Reporting Requirement will Empower Congress to Counter Azerbaijan’s Reckless Cycle of “Attack, Deny, Repeat”
WASHINGTON—In a pro-accountability move that will help check Azerbaijani aggression and contribute to the stabilization of the 1994 cease-fire, the U.S. House Permanent Select Committee on Intelligence – chaired by Rep. Adam Schiff (D-CA) – has included a provision in the Intelligence Authorization Act calling upon the U.S. intelligence community to provide Congress with a written assessment regarding which side is initiating the use of force in and around Nagorno Karabakh (Artsakh) and the border between Armenia and Azerbaijan, reported the Armenian National Committee of America.
“We welcome this provision of the Intelligence Authorization Act as a pro-active measure to ensure that Congress has reliable intelligence on Azerbaijan’s cease-fire violations against Artsakh and cross-border aggression into Armenia,” said ANCA Executive Director Aram Hamparian. “This constructive initiative, in the spirit of the bipartisan Royce-Engel Peace Proposal, will help Congress hold Baku accountable, fact-check its denials, and contribute to a more stable cease-fire.”
“Greater intelligence community scrutiny, more Congressional oversight, and additional accountability – in the form of gun-fire locators and OSCE observers – are all needed to help break Baku’s reckless pattern of attack, deny, and repeat – a one-sided cycle of violence needlessly perpetuated by uninformed calls upon all parties to refrain from violence,” continued Hamparian, who explained the provision on an ANCA Facebook Live video.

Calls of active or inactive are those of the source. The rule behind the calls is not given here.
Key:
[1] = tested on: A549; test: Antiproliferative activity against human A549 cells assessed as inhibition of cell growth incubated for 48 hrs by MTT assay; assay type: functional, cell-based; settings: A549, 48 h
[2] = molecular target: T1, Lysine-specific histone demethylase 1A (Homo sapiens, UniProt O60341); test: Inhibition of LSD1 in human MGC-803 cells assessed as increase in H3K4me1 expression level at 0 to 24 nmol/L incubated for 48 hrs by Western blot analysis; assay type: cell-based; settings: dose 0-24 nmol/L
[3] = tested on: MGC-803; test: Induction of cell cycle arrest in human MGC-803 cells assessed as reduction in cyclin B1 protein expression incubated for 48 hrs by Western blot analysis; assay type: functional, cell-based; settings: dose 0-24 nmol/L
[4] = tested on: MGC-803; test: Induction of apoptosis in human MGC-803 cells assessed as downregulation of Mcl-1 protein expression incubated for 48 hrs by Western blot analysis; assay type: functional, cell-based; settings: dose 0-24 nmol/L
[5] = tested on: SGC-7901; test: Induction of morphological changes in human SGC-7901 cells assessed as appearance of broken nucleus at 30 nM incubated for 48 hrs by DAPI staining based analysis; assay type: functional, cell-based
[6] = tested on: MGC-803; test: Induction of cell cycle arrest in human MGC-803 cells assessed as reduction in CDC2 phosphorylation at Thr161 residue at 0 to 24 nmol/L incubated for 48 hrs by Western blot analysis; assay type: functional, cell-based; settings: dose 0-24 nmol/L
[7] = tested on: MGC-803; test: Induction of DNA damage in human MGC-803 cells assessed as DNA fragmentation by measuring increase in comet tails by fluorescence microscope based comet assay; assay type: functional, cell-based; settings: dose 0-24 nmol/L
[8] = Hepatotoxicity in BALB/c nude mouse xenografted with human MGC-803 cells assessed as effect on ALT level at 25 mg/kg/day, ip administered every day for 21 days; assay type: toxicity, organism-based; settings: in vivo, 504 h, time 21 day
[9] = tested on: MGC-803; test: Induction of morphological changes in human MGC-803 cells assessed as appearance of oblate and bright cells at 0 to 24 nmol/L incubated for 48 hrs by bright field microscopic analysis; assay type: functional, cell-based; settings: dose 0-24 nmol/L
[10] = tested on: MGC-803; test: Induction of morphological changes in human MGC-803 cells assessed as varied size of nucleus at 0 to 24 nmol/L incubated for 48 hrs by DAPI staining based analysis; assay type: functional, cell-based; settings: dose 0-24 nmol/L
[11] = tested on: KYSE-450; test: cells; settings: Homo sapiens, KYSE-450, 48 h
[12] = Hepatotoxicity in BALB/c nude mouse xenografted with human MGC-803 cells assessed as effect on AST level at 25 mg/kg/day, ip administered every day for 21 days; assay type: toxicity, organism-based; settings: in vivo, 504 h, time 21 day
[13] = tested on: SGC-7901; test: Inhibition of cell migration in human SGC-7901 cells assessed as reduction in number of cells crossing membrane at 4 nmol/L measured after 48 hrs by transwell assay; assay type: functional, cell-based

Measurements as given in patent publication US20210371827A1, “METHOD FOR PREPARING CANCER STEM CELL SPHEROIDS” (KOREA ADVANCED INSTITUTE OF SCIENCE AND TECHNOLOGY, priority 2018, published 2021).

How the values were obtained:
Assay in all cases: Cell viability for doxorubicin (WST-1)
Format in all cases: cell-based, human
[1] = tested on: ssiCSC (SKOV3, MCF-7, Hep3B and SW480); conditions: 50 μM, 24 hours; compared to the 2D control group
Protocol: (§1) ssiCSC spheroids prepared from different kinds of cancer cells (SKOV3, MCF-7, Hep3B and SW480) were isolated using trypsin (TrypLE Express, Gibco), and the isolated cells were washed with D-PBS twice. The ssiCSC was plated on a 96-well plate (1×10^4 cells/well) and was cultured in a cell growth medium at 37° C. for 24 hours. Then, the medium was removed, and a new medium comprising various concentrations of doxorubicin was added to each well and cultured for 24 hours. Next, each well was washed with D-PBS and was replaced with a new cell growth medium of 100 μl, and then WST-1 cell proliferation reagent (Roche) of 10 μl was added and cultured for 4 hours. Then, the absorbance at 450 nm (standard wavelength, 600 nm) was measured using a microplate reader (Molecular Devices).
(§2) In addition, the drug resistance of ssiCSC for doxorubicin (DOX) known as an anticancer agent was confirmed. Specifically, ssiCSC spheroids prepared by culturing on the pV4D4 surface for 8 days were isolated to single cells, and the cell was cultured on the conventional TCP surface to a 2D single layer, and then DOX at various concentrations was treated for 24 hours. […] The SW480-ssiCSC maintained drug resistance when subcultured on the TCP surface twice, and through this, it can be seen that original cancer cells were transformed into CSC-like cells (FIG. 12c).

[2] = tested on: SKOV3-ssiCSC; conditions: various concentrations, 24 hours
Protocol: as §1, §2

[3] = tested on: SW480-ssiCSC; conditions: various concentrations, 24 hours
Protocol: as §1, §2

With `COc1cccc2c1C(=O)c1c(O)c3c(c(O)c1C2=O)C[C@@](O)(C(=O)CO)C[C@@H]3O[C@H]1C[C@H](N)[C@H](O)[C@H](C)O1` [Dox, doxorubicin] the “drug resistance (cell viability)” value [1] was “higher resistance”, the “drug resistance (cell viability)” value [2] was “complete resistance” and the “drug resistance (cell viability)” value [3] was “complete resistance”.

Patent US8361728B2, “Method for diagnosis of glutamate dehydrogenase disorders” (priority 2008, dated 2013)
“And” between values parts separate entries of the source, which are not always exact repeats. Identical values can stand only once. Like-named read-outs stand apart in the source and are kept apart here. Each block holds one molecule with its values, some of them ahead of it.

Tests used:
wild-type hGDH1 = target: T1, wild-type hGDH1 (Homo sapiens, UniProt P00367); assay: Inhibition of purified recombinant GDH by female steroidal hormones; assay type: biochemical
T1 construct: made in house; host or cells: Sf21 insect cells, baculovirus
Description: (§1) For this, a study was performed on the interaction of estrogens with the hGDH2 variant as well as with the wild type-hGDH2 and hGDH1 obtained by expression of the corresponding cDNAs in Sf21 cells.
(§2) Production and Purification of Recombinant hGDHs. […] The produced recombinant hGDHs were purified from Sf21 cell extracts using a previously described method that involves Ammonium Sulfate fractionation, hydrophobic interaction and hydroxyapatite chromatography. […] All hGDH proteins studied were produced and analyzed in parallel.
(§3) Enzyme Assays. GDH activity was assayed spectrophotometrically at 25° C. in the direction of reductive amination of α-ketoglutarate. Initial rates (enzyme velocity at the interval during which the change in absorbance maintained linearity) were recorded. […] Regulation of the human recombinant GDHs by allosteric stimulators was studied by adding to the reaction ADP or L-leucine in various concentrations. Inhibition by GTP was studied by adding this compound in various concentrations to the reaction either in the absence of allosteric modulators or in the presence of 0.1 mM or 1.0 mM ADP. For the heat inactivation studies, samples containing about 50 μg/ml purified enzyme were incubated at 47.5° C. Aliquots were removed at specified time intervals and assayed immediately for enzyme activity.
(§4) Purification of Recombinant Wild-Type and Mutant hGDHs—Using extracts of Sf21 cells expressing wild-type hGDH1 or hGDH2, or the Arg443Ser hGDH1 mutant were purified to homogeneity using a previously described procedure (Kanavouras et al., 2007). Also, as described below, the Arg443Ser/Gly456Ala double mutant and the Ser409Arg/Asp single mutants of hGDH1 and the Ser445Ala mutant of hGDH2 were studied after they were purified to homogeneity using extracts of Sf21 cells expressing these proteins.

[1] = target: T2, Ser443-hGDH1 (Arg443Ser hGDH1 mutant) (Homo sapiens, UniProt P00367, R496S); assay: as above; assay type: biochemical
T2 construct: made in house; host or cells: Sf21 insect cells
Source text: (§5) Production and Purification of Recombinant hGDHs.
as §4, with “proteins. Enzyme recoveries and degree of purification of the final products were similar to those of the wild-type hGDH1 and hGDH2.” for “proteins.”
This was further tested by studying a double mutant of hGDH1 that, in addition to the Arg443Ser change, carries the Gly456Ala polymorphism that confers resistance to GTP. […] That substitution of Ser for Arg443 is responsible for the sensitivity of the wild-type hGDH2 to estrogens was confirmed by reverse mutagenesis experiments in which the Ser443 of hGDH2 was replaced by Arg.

The provision, Section 822 of H.R.7856, reads as follows:
SEC. 822. ASSESSMENT REGARDING TENSIONS BETWEEN ARMENIA AND AZERBAIJAN.
(a) Assessment Required.—Not later than 90 days after the date of the enactment of this Act, the Director of National Intelligence shall submit to the congressional intelligence committees a written assessment regarding tensions between the governments of Armenia and Azerbaijan, including with respect to the status of the Nagorno-Karabakh region. Such assessment shall include each of the following:
(1) An identification of the strategic interests of the United States and its partners in the Armenia-Azerbaijan region.
(2) A description of all significant uses of force in and around the Nagorno-Karabakh region and the border between Armenia and Azerbaijan during calendar year 2020, including a description of each significant use of force and an assessment of who initiated the use of such force.
(3) An assessment of the effect of United States military assistance to Azerbaijan and Armenia on the regional balance of power and the likelihood of further use of military force.
(4) An assessment of the likelihood of any further uses of force or potentially destabilizing activities in the region in the near- to medium-term.
(b) Form Of Assessment. – The assessment required under this section shall be submitted in unclassified form, but may contain a classified annex.
The House Select Committee on Intelligence marked up the Intelligence Authorization Act (H.R.7856) on Friday, July 31st. The Senate panel had already approved its version of the measure in June. Upon full House consideration of H.R.7856, the Senate and House Intelligence leaders will iron out differences prior to final approval of the measure.